Parkinson's Disease (PD)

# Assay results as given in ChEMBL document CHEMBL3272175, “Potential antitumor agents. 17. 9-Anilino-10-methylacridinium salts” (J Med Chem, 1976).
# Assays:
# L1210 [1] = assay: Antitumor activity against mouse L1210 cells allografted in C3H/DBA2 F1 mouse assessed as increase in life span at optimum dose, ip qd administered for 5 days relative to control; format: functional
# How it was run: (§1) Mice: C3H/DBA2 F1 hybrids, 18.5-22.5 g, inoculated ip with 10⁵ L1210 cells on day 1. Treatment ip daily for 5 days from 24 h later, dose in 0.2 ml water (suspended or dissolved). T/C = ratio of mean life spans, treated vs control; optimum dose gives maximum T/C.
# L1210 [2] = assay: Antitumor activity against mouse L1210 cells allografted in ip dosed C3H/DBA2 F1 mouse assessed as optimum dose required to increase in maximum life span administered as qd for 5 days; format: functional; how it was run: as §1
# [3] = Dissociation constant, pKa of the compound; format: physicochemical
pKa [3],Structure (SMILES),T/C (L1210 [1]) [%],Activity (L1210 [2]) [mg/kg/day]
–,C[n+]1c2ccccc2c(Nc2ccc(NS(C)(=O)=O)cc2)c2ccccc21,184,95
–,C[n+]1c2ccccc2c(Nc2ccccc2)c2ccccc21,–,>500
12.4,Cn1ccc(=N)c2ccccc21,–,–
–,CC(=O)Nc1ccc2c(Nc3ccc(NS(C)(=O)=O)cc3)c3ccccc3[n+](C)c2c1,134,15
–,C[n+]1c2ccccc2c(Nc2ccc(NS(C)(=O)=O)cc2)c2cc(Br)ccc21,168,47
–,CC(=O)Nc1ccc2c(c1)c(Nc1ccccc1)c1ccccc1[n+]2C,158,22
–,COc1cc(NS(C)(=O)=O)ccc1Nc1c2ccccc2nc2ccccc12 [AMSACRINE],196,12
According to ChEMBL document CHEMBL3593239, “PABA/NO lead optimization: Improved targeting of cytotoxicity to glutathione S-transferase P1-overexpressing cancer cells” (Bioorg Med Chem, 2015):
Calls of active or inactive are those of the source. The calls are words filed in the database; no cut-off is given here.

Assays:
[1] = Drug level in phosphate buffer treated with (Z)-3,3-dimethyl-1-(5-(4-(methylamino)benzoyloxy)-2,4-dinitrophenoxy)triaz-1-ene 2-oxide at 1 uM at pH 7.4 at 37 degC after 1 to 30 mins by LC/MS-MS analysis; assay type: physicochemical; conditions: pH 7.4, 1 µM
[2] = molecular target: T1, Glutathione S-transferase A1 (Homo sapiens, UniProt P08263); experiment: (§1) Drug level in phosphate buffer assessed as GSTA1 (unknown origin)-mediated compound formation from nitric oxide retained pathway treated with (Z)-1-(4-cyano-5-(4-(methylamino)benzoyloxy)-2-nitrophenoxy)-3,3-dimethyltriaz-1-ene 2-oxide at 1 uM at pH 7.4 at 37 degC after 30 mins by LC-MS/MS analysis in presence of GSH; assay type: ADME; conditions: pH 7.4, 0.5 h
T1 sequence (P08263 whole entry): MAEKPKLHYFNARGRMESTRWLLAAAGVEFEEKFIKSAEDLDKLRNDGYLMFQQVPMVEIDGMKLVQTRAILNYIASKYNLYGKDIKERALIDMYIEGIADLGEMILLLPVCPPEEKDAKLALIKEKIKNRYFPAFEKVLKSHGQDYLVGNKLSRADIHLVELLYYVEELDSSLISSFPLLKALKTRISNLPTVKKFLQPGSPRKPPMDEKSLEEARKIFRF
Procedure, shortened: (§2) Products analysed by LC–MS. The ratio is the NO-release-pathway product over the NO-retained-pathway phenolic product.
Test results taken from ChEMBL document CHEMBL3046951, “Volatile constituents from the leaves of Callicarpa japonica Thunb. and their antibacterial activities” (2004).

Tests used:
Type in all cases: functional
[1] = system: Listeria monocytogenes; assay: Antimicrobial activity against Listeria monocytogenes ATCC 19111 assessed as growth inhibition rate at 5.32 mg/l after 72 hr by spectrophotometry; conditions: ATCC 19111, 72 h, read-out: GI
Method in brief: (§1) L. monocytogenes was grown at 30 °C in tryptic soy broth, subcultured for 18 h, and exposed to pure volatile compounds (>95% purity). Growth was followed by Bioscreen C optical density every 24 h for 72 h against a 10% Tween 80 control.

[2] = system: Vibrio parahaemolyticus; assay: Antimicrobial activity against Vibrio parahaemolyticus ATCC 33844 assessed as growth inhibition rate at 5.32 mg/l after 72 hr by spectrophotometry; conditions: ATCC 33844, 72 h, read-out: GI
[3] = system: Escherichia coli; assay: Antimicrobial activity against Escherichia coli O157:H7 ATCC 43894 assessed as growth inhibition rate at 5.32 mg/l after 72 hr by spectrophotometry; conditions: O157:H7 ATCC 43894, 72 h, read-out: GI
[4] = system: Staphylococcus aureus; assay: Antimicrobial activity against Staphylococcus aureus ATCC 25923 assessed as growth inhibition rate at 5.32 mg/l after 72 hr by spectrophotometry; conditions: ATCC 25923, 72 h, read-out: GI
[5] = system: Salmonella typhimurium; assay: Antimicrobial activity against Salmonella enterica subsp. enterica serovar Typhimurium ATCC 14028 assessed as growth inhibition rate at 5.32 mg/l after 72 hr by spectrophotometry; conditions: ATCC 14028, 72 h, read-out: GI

Classically, the neuropathological hallmark of idiopathic PD includes the presence of α-synuclein-positive inclusions in the cell body (Lewy bodies) and processes (Lewy neurites) of specific neurons of the brainstem and a classic motor phenotype resulting from substantial loss of dopaminergic neurons from the substantia nigra pars compacta (SNpc) (reviewed in [79]). A number of studies have confirmed the presence of inflammatory mediators (including TNF, IL-1β, IL-6, and IFNγ) in the cerebrospinal fluid (CSF) of patients with PD as well as in the post-mortem SNpc in PD patient brains [8084]. Significantly elevated levels of TNF mRNA and protein can be detected in the rodent midbrain substantia nigra within hours of in vivo administration of two neurotoxins widely used to model parkinsonism in rodents, 6-hydroxydopamine (6-OHDA) [8] and 1-methyl-4-phenyl-1,2,3,6-tetrahydropyridine (MPTP) [8587]. Consistent with a role of TNF in contributing to dopaminergic neuron death in chronic parkinsonism, plasma TNF levels were shown to remain elevated in MPTP-treated non-human primates one year after administration of the neurotoxin [88]. In contrast, studies involving mice deficient in TNF or both TNF receptors have yielded conflicting results in that one group reported lack of TNF receptors altered dopamine metabolism and reduced survival of dopaminergic terminals [86] and other groups reported TNF-deficient mice to have reduced sensitivity to MPTP-induced neurotoxicity [85, 87]. Loss of TNF receptors versus TNF ligand during development might alter the behavior of microglia or other immune cell populations and contribute to conflicting outcomes in these studies. In addition, the use of different MPTP lesioning regimens in these two studies make it difficult to compare them directly.